Facts on Immunizations

Health Officials Support the Need for Vaccinations

Parents, especially in the last few years, have expressed their concerns to health officials regarding the safety of required vaccinations for their children. Many parents have opted to not allow their children to take vaccinations. So much information is available, some pro, others con on the topic of immunizations. Each parent must make choices according to their beliefs and research.

Many people remember the days when polio, measles and rubella were common diseases, yet now they are rare. Although vaccines have dramatically reduced the number of people who get infectious diseases, along with the complications these diseases produce, the viruses and bacteria that cause vaccine-preventable diseases and death still exist. Without vaccines, epidemics of vaccine-preventable diseases would return.

 


National Immunization Awareness Month

Sponsor: Centers for Disease Control and Prevention, National Center for Immunizationand Respiratory Diseases

Immunization helps prevent dangerous and sometimes deadly diseases. To stay protected against serious illnesses like the flu, measles, and pneumonia, adults need to get their shots just like kids do.

We all need shots (also called vaccinations or immunizations) to help protect us from serious diseases. Shots can prevent serious diseases like the flu, measles, and pneumonia. It’s important to know which shots you need and when to get them.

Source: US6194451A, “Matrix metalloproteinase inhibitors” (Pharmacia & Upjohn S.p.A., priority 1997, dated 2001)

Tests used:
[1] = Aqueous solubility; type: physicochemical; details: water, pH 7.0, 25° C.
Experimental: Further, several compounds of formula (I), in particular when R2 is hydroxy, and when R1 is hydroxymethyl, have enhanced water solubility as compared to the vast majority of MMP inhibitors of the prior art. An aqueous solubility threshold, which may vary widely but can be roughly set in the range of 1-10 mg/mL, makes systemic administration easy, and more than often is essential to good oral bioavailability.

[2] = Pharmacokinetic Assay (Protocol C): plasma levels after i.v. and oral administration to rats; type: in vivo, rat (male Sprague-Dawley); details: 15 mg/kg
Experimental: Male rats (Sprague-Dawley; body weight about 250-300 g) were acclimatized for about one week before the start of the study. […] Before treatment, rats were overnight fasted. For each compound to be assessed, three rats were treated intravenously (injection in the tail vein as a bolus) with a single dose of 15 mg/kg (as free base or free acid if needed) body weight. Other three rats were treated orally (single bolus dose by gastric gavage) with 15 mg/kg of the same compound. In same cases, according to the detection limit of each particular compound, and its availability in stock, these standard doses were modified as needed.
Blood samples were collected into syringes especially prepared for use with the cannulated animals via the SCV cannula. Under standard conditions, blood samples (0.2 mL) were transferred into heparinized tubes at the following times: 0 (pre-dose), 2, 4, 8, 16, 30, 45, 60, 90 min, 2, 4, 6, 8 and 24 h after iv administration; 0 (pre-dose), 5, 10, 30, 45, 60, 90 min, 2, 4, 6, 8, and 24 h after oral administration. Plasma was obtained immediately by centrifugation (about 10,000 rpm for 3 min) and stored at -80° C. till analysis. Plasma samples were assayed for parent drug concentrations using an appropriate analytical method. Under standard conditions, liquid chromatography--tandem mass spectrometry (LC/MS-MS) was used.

Everyone age 6 months and older needs to get a flu vaccine every year. Other shots work best when they are given at certain ages.

-If you have a child age 6 or younger, click here to find out which shots your child needs.

-Click here to find out which shots adults and teenagers need.

View this chart for adults to see if you are up to date on your shots.

-If you are pregnant, check out this recommended immunization schedule.

Talk to your doctor or nurse to make sure that everyone in your family gets the shots they need to stay healthy.

Vaccine Safety and Adverse Events

Vaccines work best when most members of a community are vaccinated; the more people who are vaccinated, the lower the possible risk of anyone’s exposure to vaccine-preventable diseases. Because vaccines must be safe for use by as many people as possible, vaccines are developed in accordance with the highest standards of safety. Years of testing are required by law before a vaccine is licensed and distributed. Once in use, vaccines are continually monitored for safety and efficacy. As a result, the United States currently has the safest, most effective vaccine supply in history.

However, as with any medical procedure, vaccination has some risks as well as substantial, proven benefits. Individuals react differently to vaccines, and there is no way to absolutely predict the reaction of a specific individual to a particular vaccine. Anyone who takes a vaccine should be fully informed about both the benefits and the risks of vaccination. Any questions or concerns should be discussed with a physician or other health care provider.

Studies and further information on vaccines visit: http://www.cdc.gov/vaccinesafety/Concerns/Index.html

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